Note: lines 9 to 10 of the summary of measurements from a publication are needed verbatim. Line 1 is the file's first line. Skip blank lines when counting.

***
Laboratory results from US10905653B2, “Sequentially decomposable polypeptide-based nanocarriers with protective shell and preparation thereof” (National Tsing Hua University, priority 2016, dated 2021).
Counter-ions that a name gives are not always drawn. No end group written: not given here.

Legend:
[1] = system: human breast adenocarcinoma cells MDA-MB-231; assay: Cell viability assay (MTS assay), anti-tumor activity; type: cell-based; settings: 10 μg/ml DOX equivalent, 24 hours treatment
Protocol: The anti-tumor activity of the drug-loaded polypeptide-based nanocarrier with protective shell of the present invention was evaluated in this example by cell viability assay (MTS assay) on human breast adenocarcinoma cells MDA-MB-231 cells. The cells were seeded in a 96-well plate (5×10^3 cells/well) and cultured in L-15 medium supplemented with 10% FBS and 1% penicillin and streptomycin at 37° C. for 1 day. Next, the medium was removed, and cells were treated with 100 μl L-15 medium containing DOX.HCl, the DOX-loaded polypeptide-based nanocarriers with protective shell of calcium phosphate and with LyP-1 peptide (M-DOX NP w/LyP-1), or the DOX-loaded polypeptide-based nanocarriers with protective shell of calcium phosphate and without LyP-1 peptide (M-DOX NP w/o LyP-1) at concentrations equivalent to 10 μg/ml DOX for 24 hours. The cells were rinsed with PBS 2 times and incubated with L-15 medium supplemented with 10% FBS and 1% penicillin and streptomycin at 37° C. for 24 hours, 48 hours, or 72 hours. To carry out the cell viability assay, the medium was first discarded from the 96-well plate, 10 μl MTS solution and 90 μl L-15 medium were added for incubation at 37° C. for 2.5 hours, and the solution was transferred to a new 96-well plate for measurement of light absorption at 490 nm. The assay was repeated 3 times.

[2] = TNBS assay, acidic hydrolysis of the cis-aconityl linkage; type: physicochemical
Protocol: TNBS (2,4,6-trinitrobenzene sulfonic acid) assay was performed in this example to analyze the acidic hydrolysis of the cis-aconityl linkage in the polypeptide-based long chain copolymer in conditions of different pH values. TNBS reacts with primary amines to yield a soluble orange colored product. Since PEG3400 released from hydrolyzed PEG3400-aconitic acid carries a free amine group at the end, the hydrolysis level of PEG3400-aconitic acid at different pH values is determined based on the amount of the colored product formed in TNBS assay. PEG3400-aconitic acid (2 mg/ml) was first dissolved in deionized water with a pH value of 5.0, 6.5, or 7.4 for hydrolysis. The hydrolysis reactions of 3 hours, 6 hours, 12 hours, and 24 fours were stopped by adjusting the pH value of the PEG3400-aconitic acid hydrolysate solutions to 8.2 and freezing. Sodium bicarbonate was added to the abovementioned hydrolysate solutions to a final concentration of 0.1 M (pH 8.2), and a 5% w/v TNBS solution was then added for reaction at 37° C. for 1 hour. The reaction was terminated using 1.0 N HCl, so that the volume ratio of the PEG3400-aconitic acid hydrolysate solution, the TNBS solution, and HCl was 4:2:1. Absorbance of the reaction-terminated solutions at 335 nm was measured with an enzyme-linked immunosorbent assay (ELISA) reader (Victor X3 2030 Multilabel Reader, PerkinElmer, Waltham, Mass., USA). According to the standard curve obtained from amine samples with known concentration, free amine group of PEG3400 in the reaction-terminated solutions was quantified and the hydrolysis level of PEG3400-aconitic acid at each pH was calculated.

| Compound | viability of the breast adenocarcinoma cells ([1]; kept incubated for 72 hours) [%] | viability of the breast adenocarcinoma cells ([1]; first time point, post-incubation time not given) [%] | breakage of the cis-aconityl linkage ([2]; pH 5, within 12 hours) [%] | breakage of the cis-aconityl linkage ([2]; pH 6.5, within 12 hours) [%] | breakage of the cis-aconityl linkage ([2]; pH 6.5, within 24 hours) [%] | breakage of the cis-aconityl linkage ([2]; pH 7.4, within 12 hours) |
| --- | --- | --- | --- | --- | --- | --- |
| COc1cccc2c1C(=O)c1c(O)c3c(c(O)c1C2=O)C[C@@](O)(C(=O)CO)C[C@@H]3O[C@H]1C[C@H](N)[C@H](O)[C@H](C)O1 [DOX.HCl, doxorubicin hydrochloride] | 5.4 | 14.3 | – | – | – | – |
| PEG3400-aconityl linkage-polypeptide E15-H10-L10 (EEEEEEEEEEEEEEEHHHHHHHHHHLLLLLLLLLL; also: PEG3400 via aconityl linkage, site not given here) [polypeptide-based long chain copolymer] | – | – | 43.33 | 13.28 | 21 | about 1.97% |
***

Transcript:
| --- | --- | --- | --- | --- | --- | --- |
| COc1cccc2c1C(=O)c1c(O)c3c(c(O)c1C2=O)C[C@@](O)(C(=O)CO)C[C@@H]3O[C@H]1C[C@H](N)[C@H](O)[C@H](C)O1 [DOX.HCl, doxorubicin hydrochloride] | 5.4 | 14.3 | – | – | – | – |